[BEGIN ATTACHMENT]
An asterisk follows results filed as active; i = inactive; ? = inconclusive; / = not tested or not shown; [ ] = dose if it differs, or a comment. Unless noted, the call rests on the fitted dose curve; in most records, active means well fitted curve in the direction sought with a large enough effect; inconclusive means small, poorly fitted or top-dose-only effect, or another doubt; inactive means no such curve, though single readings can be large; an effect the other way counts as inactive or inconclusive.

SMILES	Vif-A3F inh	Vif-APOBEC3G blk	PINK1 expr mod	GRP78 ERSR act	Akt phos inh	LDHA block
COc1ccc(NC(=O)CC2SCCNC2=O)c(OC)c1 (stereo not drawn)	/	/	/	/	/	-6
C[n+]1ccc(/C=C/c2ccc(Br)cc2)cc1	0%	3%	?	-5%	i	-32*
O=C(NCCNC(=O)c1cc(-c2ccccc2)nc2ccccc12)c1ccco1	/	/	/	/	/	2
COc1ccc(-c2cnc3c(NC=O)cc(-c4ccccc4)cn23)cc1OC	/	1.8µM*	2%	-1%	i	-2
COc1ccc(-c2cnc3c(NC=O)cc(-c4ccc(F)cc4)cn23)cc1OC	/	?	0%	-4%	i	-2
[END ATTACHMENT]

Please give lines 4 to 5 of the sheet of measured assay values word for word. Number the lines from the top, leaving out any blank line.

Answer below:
C[n+]1ccc(/C=C/c2ccc(Br)cc2)cc1	0%	3%	?	-5%	i	-32*
O=C(NCCNC(=O)c1cc(-c2ccccc2)nc2ccccc12)c1ccco1	/	/	/	/	/	2